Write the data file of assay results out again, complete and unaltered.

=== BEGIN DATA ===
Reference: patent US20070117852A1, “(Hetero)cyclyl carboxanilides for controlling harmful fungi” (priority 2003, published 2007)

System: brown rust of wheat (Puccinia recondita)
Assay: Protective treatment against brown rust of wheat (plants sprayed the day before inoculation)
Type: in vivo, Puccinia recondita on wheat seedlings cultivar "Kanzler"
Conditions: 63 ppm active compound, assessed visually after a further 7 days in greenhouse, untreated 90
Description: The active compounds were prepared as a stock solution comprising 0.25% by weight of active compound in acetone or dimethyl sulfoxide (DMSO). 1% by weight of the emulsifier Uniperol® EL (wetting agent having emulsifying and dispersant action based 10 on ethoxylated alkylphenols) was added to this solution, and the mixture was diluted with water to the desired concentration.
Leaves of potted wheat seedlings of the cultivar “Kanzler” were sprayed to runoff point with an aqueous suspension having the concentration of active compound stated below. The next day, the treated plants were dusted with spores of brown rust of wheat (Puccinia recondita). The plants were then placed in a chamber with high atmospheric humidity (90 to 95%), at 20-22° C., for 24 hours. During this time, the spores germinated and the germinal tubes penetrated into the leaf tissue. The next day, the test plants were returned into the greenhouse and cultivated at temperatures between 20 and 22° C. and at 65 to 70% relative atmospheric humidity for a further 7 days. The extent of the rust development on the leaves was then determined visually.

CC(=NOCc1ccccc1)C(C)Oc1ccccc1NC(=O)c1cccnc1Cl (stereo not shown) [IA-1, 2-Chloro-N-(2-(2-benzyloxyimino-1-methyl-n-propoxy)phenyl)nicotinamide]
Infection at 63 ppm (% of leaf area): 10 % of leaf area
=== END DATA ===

Reference: patent US20070117852A1, “(Hetero)cyclyl carboxanilides for controlling harmful fungi” (priority 2003, published 2007)

System: brown rust of wheat (Puccinia recondita)
Assay: Protective treatment against brown rust of wheat (plants sprayed the day before inoculation)
Type: in vivo, Puccinia recondita on wheat seedlings cultivar "Kanzler"
Conditions: 63 ppm active compound, assessed visually after a further 7 days in greenhouse, untreated 90
Description: The active compounds were prepared as a stock solution comprising 0.25% by weight of active compound in acetone or dimethyl sulfoxide (DMSO). 1% by weight of the emulsifier Uniperol® EL (wetting agent having emulsifying and dispersant action based 10 on ethoxylated alkylphenols) was added to this solution, and the mixture was diluted with water to the desired concentration.
Leaves of potted wheat seedlings of the cultivar “Kanzler” were sprayed to runoff point with an aqueous suspension having the concentration of active compound stated below. The next day, the treated plants were dusted with spores of brown rust of wheat (Puccinia recondita). The plants were then placed in a chamber with high atmospheric humidity (90 to 95%), at 20-22° C., for 24 hours. During this time, the spores germinated and the germinal tubes penetrated into the leaf tissue. The next day, the test plants were returned into the greenhouse and cultivated at temperatures between 20 and 22° C. and at 65 to 70% relative atmospheric humidity for a further 7 days. The extent of the rust development on the leaves was then determined visually.

CC(=NOCc1ccccc1)C(C)Oc1ccccc1NC(=O)c1cccnc1Cl (stereo not shown) [IA-1, 2-Chloro-N-(2-(2-benzyloxyimino-1-methyl-n-propoxy)phenyl)nicotinamide]
Infection at 63 ppm (% of leaf area): 10 % of leaf area